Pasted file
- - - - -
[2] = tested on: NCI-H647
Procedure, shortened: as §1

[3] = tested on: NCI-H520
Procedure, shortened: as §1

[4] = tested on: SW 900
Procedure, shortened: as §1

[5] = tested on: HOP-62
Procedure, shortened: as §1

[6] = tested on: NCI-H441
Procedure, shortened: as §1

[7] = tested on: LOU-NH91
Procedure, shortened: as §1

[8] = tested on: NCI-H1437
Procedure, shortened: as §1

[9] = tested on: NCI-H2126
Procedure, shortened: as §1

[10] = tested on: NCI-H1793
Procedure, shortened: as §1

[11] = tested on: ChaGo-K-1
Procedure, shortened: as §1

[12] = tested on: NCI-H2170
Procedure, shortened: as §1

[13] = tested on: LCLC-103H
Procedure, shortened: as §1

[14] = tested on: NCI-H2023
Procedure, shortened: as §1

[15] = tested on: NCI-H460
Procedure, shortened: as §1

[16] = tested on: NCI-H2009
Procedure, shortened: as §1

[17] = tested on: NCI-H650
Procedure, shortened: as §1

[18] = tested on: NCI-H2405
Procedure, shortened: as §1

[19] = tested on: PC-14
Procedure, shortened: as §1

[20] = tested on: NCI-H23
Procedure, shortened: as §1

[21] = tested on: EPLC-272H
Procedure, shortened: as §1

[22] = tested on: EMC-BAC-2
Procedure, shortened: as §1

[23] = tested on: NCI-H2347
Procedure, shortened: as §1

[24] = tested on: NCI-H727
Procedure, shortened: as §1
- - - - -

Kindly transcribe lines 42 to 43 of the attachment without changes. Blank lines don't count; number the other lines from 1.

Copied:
Procedure, shortened: as §1

[23] = tested on: NCI-H2347